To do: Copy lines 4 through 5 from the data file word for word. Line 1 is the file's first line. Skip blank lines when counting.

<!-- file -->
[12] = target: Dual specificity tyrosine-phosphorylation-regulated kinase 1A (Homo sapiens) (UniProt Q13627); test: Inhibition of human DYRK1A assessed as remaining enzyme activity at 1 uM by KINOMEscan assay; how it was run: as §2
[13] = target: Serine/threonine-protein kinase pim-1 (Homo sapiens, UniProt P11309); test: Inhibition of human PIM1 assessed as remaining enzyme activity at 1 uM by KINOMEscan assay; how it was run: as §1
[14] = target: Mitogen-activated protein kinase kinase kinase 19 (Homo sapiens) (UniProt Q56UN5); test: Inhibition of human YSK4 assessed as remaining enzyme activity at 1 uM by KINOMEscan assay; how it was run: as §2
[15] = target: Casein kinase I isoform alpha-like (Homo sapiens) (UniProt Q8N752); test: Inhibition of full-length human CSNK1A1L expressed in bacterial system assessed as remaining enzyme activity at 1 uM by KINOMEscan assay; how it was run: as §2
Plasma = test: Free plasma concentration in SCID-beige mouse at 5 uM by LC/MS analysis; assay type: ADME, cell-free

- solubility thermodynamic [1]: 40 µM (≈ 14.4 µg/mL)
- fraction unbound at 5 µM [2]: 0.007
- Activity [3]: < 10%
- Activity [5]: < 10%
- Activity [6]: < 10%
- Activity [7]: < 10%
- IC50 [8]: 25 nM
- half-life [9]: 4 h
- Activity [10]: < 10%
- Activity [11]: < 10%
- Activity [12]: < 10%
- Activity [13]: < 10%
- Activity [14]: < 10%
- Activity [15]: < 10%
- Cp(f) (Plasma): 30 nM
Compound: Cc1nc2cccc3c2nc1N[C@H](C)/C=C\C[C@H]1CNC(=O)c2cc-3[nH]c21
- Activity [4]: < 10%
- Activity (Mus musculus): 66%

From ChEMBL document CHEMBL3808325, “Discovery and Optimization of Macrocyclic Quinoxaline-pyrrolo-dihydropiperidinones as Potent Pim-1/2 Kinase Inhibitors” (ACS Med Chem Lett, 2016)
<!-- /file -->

[15] = target: Casein kinase I isoform alpha-like (Homo sapiens) (UniProt Q8N752); test: Inhibition of full-length human CSNK1A1L expressed in bacterial system assessed as remaining enzyme activity at 1 uM by KINOMEscan assay; how it was run: as §2
Plasma = test: Free plasma concentration in SCID-beige mouse at 5 uM by LC/MS analysis; assay type: ADME, cell-free